Original article was published by Uri Almog on Artificial Intelligence on Medium
In this post we’ll discuss the YOLO detection network and its versions 1, 2 and especially 3.
In 2016 Redmon, Divvala, Girschick and Farhadi revolutionized object detection with a paper titled: You Only Look Once: Unified, Real-Time Object Detection. In the paper they introduced a new approach to object detection — The feature extraction and object localization were unified into a single monolithic block. Furthermore — the localization and classification heads were also united. Their single-stage architecture, named YOLO (You Only Look Once) results in a very fast inference time. The frame rate for 448×448 pixel images was 45 fps (0.022 s per image) on a Titan X GPU while achieving state-of-the-art mAP (mean average precision). Smaller and slightly less accurate versions of the network reached 150 fps. This new approach, together with other detectors built on light-weight Google’s MobileNet backbone, brought the vision (pun intended) of detection networks and other CV tasks on edge devices ever closer to reality. The original YOLO project can be found here.
Examining the GluonCV model zoo chart I presented in the previous post, one can see that in a fair comparison the different versions of YOLO-V3 (the red dots) as trained by GluonCV, achieve excellent accuracy, second only to the much slower faster-RCNN’s.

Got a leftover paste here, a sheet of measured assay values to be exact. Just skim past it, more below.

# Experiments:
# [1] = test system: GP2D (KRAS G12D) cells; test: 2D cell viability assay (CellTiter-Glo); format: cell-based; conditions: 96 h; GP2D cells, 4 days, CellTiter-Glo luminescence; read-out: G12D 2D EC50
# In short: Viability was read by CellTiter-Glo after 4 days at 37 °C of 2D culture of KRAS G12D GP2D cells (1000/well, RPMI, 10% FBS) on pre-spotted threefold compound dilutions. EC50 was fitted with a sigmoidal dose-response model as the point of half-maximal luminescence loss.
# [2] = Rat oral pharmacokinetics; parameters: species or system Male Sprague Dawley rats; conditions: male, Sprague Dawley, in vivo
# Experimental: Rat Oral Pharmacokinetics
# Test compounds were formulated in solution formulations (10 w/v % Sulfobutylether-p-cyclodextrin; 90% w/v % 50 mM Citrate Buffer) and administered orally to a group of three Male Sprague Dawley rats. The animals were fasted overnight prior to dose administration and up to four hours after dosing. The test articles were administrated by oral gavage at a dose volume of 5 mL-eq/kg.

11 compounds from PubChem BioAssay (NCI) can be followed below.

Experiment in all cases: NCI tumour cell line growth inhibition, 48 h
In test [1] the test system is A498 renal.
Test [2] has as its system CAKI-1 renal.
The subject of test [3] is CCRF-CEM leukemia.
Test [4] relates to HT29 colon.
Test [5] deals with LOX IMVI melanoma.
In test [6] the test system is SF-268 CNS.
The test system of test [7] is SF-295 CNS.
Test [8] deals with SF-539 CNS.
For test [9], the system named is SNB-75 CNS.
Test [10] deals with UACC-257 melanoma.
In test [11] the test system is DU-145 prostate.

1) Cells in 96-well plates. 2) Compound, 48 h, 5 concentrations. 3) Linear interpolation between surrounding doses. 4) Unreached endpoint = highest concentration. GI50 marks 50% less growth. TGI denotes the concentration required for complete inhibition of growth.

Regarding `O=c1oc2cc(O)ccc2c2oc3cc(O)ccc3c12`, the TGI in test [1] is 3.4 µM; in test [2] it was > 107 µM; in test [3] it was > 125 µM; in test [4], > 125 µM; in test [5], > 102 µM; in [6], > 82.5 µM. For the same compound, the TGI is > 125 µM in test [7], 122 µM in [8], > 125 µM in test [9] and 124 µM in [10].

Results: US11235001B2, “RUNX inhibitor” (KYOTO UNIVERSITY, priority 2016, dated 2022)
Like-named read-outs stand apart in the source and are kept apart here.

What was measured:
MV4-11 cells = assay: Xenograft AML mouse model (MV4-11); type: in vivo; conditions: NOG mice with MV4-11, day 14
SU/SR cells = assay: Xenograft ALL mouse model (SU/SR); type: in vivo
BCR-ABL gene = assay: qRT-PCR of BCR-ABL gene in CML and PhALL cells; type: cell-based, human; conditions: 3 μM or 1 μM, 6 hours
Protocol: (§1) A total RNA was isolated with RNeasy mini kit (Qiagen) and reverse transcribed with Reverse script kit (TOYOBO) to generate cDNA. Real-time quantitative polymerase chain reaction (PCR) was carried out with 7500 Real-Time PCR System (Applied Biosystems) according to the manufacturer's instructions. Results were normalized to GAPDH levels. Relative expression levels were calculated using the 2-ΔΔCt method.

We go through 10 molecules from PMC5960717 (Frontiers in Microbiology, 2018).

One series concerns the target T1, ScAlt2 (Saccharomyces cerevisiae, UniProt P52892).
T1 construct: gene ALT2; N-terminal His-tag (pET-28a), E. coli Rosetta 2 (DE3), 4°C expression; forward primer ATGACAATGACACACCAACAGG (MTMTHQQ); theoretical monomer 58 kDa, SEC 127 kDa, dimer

The idea behind YOLO is this: There are no classification/detection modules that need to sync with each other and no recurring region proposal loops as in previous 2-stage detectors (see my post on early object detectors like RCNN). It’s basically convolutions all the way down (with the occasional maxpool layer). Instead of cropping out areas with high probability for an object and feeding them to a network that finds boxes, a single monolithic network needs to take care of feature extraction, box regression and classification. While previous models had two output layers — one for the class probability distribution and one for box predictions, here a single output layer contains everything in different features.
Yolo-V1 was the first appearance of the 1-stage detector concept. The architecture employed batch normalization (BN) and leaky ReLU activations, that were relatively new at the time. I’m not going to elaborate on V1 since it’s pretty outdated and lacks some of the strong features that were introduced later.
In version Yolo-V2 the authors, among other changes, removed the fully-connected layer at the end. This enabled the architecture to be truly resolution-independent (i.e. — the network parameters can fit any input resolution). This doesn’t necessarily mean that the network will perform well on any resolution. A resolution augmentation routine was employed for that during training. Redmon created multiple flavors of Yolo-V2, including smaller, faster (and less accurate) versions, like Tiny-Yolo-V2 etc.
Tiny-Yolo-V2 has an extremely simple architecture since it doesn’t have the strange bypass and rearrange operation that like its big brother. The tiny version is just a nice, long chain of convolutions and maxpools.
The configuration files describing these architectures can be found in the cfg section of the darknet github.